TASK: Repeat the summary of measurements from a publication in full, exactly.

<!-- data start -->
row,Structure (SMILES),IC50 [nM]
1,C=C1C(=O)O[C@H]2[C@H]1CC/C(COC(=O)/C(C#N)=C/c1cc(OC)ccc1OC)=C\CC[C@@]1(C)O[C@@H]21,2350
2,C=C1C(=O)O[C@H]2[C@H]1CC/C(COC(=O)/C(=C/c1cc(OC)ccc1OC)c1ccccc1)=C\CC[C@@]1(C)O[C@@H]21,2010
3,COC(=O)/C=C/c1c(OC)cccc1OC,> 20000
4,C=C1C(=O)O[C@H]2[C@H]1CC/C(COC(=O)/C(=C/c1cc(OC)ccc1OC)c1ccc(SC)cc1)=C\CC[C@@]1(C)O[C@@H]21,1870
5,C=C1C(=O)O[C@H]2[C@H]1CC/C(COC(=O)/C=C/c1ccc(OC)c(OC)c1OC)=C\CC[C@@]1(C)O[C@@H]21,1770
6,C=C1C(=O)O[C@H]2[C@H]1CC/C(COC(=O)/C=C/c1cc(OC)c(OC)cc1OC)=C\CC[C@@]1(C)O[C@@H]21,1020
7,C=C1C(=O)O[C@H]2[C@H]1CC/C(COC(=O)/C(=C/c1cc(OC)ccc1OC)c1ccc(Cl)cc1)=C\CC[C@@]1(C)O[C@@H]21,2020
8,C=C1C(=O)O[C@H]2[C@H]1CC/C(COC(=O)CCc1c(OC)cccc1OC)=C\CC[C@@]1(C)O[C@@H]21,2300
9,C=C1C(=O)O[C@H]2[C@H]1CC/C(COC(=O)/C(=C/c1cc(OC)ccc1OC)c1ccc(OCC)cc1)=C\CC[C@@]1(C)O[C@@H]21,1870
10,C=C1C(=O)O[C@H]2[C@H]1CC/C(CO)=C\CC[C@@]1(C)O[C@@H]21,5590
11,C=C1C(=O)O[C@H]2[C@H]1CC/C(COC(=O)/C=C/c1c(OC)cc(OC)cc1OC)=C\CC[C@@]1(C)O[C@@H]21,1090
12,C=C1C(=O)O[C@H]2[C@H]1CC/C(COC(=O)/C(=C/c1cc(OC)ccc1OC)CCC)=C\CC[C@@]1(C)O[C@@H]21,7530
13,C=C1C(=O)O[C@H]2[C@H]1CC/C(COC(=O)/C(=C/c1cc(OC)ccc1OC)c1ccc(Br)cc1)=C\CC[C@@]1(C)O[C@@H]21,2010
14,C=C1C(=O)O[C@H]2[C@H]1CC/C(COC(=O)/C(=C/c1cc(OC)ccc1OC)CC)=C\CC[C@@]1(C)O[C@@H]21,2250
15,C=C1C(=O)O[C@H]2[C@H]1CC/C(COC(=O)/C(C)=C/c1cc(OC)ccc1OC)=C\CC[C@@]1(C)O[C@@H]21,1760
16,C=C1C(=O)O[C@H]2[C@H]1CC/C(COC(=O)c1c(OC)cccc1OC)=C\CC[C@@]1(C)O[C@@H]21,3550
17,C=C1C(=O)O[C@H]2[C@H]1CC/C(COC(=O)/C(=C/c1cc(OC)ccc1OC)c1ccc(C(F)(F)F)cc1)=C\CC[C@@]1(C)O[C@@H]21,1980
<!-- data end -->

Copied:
row,Structure (SMILES),IC50 [nM]
1,C=C1C(=O)O[C@H]2[C@H]1CC/C(COC(=O)/C(C#N)=C/c1cc(OC)ccc1OC)=C\CC[C@@]1(C)O[C@@H]21,2350
2,C=C1C(=O)O[C@H]2[C@H]1CC/C(COC(=O)/C(=C/c1cc(OC)ccc1OC)c1ccccc1)=C\CC[C@@]1(C)O[C@@H]21,2010
3,COC(=O)/C=C/c1c(OC)cccc1OC,> 20000
4,C=C1C(=O)O[C@H]2[C@H]1CC/C(COC(=O)/C(=C/c1cc(OC)ccc1OC)c1ccc(SC)cc1)=C\CC[C@@]1(C)O[C@@H]21,1870
5,C=C1C(=O)O[C@H]2[C@H]1CC/C(COC(=O)/C=C/c1ccc(OC)c(OC)c1OC)=C\CC[C@@]1(C)O[C@@H]21,1770
6,C=C1C(=O)O[C@H]2[C@H]1CC/C(COC(=O)/C=C/c1cc(OC)c(OC)cc1OC)=C\CC[C@@]1(C)O[C@@H]21,1020
7,C=C1C(=O)O[C@H]2[C@H]1CC/C(COC(=O)/C(=C/c1cc(OC)ccc1OC)c1ccc(Cl)cc1)=C\CC[C@@]1(C)O[C@@H]21,2020
8,C=C1C(=O)O[C@H]2[C@H]1CC/C(COC(=O)CCc1c(OC)cccc1OC)=C\CC[C@@]1(C)O[C@@H]21,2300
9,C=C1C(=O)O[C@H]2[C@H]1CC/C(COC(=O)/C(=C/c1cc(OC)ccc1OC)c1ccc(OCC)cc1)=C\CC[C@@]1(C)O[C@@H]21,1870
10,C=C1C(=O)O[C@H]2[C@H]1CC/C(CO)=C\CC[C@@]1(C)O[C@@H]21,5590
11,C=C1C(=O)O[C@H]2[C@H]1CC/C(COC(=O)/C=C/c1c(OC)cc(OC)cc1OC)=C\CC[C@@]1(C)O[C@@H]21,1090
12,C=C1C(=O)O[C@H]2[C@H]1CC/C(COC(=O)/C(=C/c1cc(OC)ccc1OC)CCC)=C\CC[C@@]1(C)O[C@@H]21,7530
13,C=C1C(=O)O[C@H]2[C@H]1CC/C(COC(=O)/C(=C/c1cc(OC)ccc1OC)c1ccc(Br)cc1)=C\CC[C@@]1(C)O[C@@H]21,2010
14,C=C1C(=O)O[C@H]2[C@H]1CC/C(COC(=O)/C(=C/c1cc(OC)ccc1OC)CC)=C\CC[C@@]1(C)O[C@@H]21,2250
15,C=C1C(=O)O[C@H]2[C@H]1CC/C(COC(=O)/C(C)=C/c1cc(OC)ccc1OC)=C\CC[C@@]1(C)O[C@@H]21,1760
16,C=C1C(=O)O[C@H]2[C@H]1CC/C(COC(=O)c1c(OC)cccc1OC)=C\CC[C@@]1(C)O[C@@H]21,3550
17,C=C1C(=O)O[C@H]2[C@H]1CC/C(COC(=O)/C(=C/c1cc(OC)ccc1OC)c1ccc(C(F)(F)F)cc1)=C\CC[C@@]1(C)O[C@@H]21,1980